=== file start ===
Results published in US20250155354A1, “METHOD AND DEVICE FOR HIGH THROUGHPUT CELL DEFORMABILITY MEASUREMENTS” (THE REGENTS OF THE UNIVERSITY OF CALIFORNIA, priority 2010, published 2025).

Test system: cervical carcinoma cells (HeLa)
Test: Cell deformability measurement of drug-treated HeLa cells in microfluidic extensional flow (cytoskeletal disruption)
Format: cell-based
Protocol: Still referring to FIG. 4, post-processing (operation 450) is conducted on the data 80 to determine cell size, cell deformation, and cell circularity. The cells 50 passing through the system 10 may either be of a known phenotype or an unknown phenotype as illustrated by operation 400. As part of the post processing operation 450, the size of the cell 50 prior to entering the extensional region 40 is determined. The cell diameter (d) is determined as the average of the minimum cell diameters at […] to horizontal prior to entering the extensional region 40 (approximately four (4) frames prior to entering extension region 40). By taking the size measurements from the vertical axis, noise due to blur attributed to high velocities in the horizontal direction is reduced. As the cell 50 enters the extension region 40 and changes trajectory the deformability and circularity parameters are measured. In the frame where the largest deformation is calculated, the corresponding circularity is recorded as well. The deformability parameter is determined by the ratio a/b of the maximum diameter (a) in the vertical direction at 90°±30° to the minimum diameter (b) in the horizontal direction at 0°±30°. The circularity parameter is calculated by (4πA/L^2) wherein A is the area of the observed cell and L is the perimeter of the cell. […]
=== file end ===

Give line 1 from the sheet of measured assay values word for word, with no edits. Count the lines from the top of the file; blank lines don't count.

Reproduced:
Results published in US20250155354A1, “METHOD AND DEVICE FOR HIGH THROUGHPUT CELL DEFORMABILITY MEASUREMENTS” (THE REGENTS OF THE UNIVERSITY OF CALIFORNIA, priority 2010, published 2025).